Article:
Letter: Significance of Kurt Cobain's death

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Sir: There is something poignant in the untimely death by his own hand of Kurt Cobain, whose life was so excellently chronicled by Chris Salewicz's obituary (11 April). This unhappy event is not just another rock'n'roll tragedy. This young man blew out his own brains. He does not therefore automatically join the 'Too fast to live, too young to die' club of Joplin, Hendrix and Morrison (the 'stupid club', as Cobain's mother described them). No, Cobain teams up, instead, with the 'non-copers', those who found the pressures all too much, and pursued a self-destructive lifestyle that led to their early demise. I am thinking of such unhappy performers as Marvin Gaye, Little Willie John, Frankie Lymon, the Temptations' Paul Williams and David Ruffin, and the Supremes' Mary Wilson.

I would like to ask the music industry just what its role was in these wasteful deaths. Why is there such an appalling suicide toll within its ranks? It is interesting that the suicide club is studded with the names of black performers, and that Cobain's reasons, if we are to believe his sad suicide note, were all to do with his life as an artist.

Could it be that the industry does not care any more for such naive sentiments as artistic integrity, and that it has turned its back on people who are using up their spiritual and artistic resources, which, under normal circumstances, would be used to heal the wounds of a past life?

Kurt Cobain's death has a terrible significance. Young people have been battered in the past 10 years by a whole sequence of measures that have made them utterly dispirited about their future. Cobain did the honest thing, told the truth, as had Willie John and Marvin Gaye. Sadly, no longer does a career as a musician, writer or artist allow an individual the freedom it once did. Such a career is now about excess profits, quick hits and multinational corporations feeding off an essentially community-based art form. It is the individual who loses out, and the price, for all its terrible beauty, is immense.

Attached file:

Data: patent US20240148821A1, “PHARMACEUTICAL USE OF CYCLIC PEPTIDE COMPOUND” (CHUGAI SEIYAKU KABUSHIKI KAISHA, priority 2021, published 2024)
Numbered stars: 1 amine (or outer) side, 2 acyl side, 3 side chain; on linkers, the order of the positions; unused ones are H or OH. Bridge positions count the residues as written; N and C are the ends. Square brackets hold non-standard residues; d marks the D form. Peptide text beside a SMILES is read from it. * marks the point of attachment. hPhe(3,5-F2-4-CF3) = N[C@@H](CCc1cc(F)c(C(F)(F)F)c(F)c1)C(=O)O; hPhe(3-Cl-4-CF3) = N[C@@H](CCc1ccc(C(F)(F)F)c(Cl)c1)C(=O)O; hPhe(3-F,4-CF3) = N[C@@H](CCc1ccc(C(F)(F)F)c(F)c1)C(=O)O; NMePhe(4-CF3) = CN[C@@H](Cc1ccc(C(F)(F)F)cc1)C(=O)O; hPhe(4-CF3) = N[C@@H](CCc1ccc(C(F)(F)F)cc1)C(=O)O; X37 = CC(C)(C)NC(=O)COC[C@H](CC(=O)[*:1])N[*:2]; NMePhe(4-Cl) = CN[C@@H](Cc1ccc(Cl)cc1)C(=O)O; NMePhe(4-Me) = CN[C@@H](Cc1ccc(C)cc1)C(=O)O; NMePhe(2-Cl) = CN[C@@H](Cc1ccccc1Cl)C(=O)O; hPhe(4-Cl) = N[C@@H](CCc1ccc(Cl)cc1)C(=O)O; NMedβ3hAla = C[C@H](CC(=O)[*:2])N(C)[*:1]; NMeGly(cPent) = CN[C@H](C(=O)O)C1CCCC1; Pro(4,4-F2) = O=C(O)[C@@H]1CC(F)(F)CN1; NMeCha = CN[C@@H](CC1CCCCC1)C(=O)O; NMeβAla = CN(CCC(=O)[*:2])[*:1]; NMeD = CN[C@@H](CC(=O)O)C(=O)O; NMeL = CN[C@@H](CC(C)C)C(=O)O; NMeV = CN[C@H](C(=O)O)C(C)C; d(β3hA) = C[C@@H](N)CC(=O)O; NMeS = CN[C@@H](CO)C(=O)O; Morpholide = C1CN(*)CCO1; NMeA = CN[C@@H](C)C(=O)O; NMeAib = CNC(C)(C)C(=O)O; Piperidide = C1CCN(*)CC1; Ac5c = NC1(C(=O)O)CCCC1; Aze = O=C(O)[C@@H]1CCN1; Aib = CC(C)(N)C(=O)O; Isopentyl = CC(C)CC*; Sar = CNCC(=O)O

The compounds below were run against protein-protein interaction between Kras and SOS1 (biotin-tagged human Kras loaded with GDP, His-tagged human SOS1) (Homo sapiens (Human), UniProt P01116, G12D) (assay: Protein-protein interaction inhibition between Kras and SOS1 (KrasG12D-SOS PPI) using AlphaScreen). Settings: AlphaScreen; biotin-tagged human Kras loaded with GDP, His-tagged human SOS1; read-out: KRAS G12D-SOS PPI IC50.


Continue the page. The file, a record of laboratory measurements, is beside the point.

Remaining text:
The music industry should take better care of its own. Let its leaders look closely at the society around them, particularly that of the young, and let them conserve rather than ruthlessly exploit. You never know, even Angela Lambert might end up understanding why the young people she knows are 'Fuzzy . . . and permanently stoned' (Comment, 11 April).

Yours sincerely,

GERALD MURPHY

Project Co-ordinator

Northern Songs Project

Liverpool

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